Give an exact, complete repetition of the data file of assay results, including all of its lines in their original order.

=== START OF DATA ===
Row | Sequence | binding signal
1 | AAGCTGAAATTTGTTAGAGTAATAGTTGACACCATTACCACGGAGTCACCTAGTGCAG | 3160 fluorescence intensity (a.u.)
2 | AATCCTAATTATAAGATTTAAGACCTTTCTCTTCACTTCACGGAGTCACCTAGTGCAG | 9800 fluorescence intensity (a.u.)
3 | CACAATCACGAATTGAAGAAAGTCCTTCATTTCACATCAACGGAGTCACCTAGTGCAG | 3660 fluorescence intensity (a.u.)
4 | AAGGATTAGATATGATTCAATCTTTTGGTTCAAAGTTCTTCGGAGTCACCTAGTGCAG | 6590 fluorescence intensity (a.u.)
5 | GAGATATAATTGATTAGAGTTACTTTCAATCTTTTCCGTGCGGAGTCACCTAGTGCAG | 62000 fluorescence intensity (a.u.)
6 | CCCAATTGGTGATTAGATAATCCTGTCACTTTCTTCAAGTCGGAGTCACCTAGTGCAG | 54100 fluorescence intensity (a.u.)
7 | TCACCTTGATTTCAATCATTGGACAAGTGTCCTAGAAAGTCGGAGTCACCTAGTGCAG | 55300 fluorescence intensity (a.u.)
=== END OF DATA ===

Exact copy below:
Row | Sequence | binding signal
1 | AAGCTGAAATTTGTTAGAGTAATAGTTGACACCATTACCACGGAGTCACCTAGTGCAG | 3160 fluorescence intensity (a.u.)
2 | AATCCTAATTATAAGATTTAAGACCTTTCTCTTCACTTCACGGAGTCACCTAGTGCAG | 9800 fluorescence intensity (a.u.)
3 | CACAATCACGAATTGAAGAAAGTCCTTCATTTCACATCAACGGAGTCACCTAGTGCAG | 3660 fluorescence intensity (a.u.)
4 | AAGGATTAGATATGATTCAATCTTTTGGTTCAAAGTTCTTCGGAGTCACCTAGTGCAG | 6590 fluorescence intensity (a.u.)
5 | GAGATATAATTGATTAGAGTTACTTTCAATCTTTTCCGTGCGGAGTCACCTAGTGCAG | 62000 fluorescence intensity (a.u.)
6 | CCCAATTGGTGATTAGATAATCCTGTCACTTTCTTCAAGTCGGAGTCACCTAGTGCAG | 54100 fluorescence intensity (a.u.)
7 | TCACCTTGATTTCAATCATTGGACAAGTGTCCTAGAAAGTCGGAGTCACCTAGTGCAG | 55300 fluorescence intensity (a.u.)